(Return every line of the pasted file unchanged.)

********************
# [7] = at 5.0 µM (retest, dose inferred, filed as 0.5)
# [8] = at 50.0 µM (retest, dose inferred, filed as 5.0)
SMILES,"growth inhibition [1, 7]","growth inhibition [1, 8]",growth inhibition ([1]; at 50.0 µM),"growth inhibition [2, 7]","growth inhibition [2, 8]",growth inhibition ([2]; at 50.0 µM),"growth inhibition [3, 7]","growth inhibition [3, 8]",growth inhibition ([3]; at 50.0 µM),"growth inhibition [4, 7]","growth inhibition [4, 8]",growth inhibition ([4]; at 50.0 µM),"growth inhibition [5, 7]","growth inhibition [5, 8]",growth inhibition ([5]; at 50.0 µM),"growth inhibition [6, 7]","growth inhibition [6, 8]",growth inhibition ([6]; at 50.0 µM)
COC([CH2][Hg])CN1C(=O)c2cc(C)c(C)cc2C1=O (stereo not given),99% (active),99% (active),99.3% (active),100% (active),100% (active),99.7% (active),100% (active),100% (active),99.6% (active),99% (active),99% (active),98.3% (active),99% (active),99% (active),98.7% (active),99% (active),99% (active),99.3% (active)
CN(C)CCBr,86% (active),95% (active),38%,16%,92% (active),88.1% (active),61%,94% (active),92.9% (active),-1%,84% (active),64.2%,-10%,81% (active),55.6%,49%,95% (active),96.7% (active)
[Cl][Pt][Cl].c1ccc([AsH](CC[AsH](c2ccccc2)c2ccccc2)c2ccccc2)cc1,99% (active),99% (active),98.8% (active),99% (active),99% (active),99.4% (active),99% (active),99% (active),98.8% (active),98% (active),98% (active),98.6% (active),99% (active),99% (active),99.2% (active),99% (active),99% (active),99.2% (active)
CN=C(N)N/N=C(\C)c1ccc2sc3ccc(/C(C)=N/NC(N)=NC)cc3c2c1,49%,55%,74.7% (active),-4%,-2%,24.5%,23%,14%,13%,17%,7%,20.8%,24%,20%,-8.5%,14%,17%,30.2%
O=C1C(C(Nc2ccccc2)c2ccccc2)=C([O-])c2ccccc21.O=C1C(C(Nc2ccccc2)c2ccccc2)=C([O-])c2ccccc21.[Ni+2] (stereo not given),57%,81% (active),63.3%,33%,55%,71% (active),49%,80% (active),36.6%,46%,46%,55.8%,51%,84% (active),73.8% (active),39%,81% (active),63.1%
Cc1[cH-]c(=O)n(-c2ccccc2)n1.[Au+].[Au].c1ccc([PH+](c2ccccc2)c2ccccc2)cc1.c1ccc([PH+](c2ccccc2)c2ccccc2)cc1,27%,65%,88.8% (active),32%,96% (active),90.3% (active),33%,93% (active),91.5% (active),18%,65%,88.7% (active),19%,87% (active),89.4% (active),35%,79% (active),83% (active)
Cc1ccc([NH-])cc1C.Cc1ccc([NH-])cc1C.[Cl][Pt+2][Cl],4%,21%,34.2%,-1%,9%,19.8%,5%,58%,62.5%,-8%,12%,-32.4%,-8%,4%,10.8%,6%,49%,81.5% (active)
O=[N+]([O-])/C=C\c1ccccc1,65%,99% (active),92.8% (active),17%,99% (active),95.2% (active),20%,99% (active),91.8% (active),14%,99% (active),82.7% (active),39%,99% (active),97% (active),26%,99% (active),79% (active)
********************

# [7] = at 5.0 µM (retest, dose inferred, filed as 0.5)
# [8] = at 50.0 µM (retest, dose inferred, filed as 5.0)
SMILES,"growth inhibition [1, 7]","growth inhibition [1, 8]",growth inhibition ([1]; at 50.0 µM),"growth inhibition [2, 7]","growth inhibition [2, 8]",growth inhibition ([2]; at 50.0 µM),"growth inhibition [3, 7]","growth inhibition [3, 8]",growth inhibition ([3]; at 50.0 µM),"growth inhibition [4, 7]","growth inhibition [4, 8]",growth inhibition ([4]; at 50.0 µM),"growth inhibition [5, 7]","growth inhibition [5, 8]",growth inhibition ([5]; at 50.0 µM),"growth inhibition [6, 7]","growth inhibition [6, 8]",growth inhibition ([6]; at 50.0 µM)
COC([CH2][Hg])CN1C(=O)c2cc(C)c(C)cc2C1=O (stereo not given),99% (active),99% (active),99.3% (active),100% (active),100% (active),99.7% (active),100% (active),100% (active),99.6% (active),99% (active),99% (active),98.3% (active),99% (active),99% (active),98.7% (active),99% (active),99% (active),99.3% (active)
CN(C)CCBr,86% (active),95% (active),38%,16%,92% (active),88.1% (active),61%,94% (active),92.9% (active),-1%,84% (active),64.2%,-10%,81% (active),55.6%,49%,95% (active),96.7% (active)
[Cl][Pt][Cl].c1ccc([AsH](CC[AsH](c2ccccc2)c2ccccc2)c2ccccc2)cc1,99% (active),99% (active),98.8% (active),99% (active),99% (active),99.4% (active),99% (active),99% (active),98.8% (active),98% (active),98% (active),98.6% (active),99% (active),99% (active),99.2% (active),99% (active),99% (active),99.2% (active)
CN=C(N)N/N=C(\C)c1ccc2sc3ccc(/C(C)=N/NC(N)=NC)cc3c2c1,49%,55%,74.7% (active),-4%,-2%,24.5%,23%,14%,13%,17%,7%,20.8%,24%,20%,-8.5%,14%,17%,30.2%
O=C1C(C(Nc2ccccc2)c2ccccc2)=C([O-])c2ccccc21.O=C1C(C(Nc2ccccc2)c2ccccc2)=C([O-])c2ccccc21.[Ni+2] (stereo not given),57%,81% (active),63.3%,33%,55%,71% (active),49%,80% (active),36.6%,46%,46%,55.8%,51%,84% (active),73.8% (active),39%,81% (active),63.1%
Cc1[cH-]c(=O)n(-c2ccccc2)n1.[Au+].[Au].c1ccc([PH+](c2ccccc2)c2ccccc2)cc1.c1ccc([PH+](c2ccccc2)c2ccccc2)cc1,27%,65%,88.8% (active),32%,96% (active),90.3% (active),33%,93% (active),91.5% (active),18%,65%,88.7% (active),19%,87% (active),89.4% (active),35%,79% (active),83% (active)
Cc1ccc([NH-])cc1C.Cc1ccc([NH-])cc1C.[Cl][Pt+2][Cl],4%,21%,34.2%,-1%,9%,19.8%,5%,58%,62.5%,-8%,12%,-32.4%,-8%,4%,10.8%,6%,49%,81.5% (active)
O=[N+]([O-])/C=C\c1ccccc1,65%,99% (active),92.8% (active),17%,99% (active),95.2% (active),20%,99% (active),91.8% (active),14%,99% (active),82.7% (active),39%,99% (active),97% (active),26%,99% (active),79% (active)